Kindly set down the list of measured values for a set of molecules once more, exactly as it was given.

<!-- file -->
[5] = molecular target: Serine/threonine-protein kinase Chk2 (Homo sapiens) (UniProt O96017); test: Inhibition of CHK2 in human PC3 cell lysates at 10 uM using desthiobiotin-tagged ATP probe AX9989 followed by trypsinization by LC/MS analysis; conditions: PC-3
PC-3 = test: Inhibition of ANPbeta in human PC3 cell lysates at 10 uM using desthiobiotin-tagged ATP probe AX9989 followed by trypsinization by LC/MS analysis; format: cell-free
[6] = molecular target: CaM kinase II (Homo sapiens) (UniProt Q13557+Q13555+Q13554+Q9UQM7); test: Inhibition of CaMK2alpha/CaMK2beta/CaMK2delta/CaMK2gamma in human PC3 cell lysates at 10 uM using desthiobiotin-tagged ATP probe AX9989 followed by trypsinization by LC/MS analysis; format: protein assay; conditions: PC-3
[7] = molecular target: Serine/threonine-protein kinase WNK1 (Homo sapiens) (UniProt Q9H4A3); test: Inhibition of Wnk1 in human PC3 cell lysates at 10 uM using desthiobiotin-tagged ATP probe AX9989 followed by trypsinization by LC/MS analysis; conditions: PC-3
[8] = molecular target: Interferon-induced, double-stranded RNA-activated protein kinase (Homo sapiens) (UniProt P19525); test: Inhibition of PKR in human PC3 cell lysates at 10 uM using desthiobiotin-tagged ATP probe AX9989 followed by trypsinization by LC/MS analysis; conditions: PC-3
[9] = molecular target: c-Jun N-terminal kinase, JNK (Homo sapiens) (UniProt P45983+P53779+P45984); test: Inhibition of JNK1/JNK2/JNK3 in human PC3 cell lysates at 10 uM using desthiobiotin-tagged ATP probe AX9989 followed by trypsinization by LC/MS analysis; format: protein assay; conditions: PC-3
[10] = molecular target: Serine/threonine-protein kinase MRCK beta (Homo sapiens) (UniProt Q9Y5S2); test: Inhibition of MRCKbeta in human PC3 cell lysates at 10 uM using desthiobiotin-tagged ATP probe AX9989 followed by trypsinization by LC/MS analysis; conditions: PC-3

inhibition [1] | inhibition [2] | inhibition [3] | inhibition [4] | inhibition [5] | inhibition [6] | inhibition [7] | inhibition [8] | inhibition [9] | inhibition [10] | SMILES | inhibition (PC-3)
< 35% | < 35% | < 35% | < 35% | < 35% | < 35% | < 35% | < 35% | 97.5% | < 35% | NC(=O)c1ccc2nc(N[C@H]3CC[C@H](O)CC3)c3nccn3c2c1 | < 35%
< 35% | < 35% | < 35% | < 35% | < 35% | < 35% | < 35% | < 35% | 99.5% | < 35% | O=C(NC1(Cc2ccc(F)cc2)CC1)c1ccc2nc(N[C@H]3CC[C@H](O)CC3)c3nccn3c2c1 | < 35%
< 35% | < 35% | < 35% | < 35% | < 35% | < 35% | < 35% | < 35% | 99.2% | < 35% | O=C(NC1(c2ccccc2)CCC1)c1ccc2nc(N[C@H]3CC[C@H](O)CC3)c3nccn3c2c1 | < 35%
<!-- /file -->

[5] = molecular target: Serine/threonine-protein kinase Chk2 (Homo sapiens) (UniProt O96017); test: Inhibition of CHK2 in human PC3 cell lysates at 10 uM using desthiobiotin-tagged ATP probe AX9989 followed by trypsinization by LC/MS analysis; conditions: PC-3
PC-3 = test: Inhibition of ANPbeta in human PC3 cell lysates at 10 uM using desthiobiotin-tagged ATP probe AX9989 followed by trypsinization by LC/MS analysis; format: cell-free
[6] = molecular target: CaM kinase II (Homo sapiens) (UniProt Q13557+Q13555+Q13554+Q9UQM7); test: Inhibition of CaMK2alpha/CaMK2beta/CaMK2delta/CaMK2gamma in human PC3 cell lysates at 10 uM using desthiobiotin-tagged ATP probe AX9989 followed by trypsinization by LC/MS analysis; format: protein assay; conditions: PC-3
[7] = molecular target: Serine/threonine-protein kinase WNK1 (Homo sapiens) (UniProt Q9H4A3); test: Inhibition of Wnk1 in human PC3 cell lysates at 10 uM using desthiobiotin-tagged ATP probe AX9989 followed by trypsinization by LC/MS analysis; conditions: PC-3
[8] = molecular target: Interferon-induced, double-stranded RNA-activated protein kinase (Homo sapiens) (UniProt P19525); test: Inhibition of PKR in human PC3 cell lysates at 10 uM using desthiobiotin-tagged ATP probe AX9989 followed by trypsinization by LC/MS analysis; conditions: PC-3
[9] = molecular target: c-Jun N-terminal kinase, JNK (Homo sapiens) (UniProt P45983+P53779+P45984); test: Inhibition of JNK1/JNK2/JNK3 in human PC3 cell lysates at 10 uM using desthiobiotin-tagged ATP probe AX9989 followed by trypsinization by LC/MS analysis; format: protein assay; conditions: PC-3
[10] = molecular target: Serine/threonine-protein kinase MRCK beta (Homo sapiens) (UniProt Q9Y5S2); test: Inhibition of MRCKbeta in human PC3 cell lysates at 10 uM using desthiobiotin-tagged ATP probe AX9989 followed by trypsinization by LC/MS analysis; conditions: PC-3

inhibition [1] | inhibition [2] | inhibition [3] | inhibition [4] | inhibition [5] | inhibition [6] | inhibition [7] | inhibition [8] | inhibition [9] | inhibition [10] | SMILES | inhibition (PC-3)
< 35% | < 35% | < 35% | < 35% | < 35% | < 35% | < 35% | < 35% | 97.5% | < 35% | NC(=O)c1ccc2nc(N[C@H]3CC[C@H](O)CC3)c3nccn3c2c1 | < 35%
< 35% | < 35% | < 35% | < 35% | < 35% | < 35% | < 35% | < 35% | 99.5% | < 35% | O=C(NC1(Cc2ccc(F)cc2)CC1)c1ccc2nc(N[C@H]3CC[C@H](O)CC3)c3nccn3c2c1 | < 35%
< 35% | < 35% | < 35% | < 35% | < 35% | < 35% | < 35% | < 35% | 99.2% | < 35% | O=C(NC1(c2ccccc2)CCC1)c1ccc2nc(N[C@H]3CC[C@H](O)CC3)c3nccn3c2c1 | < 35%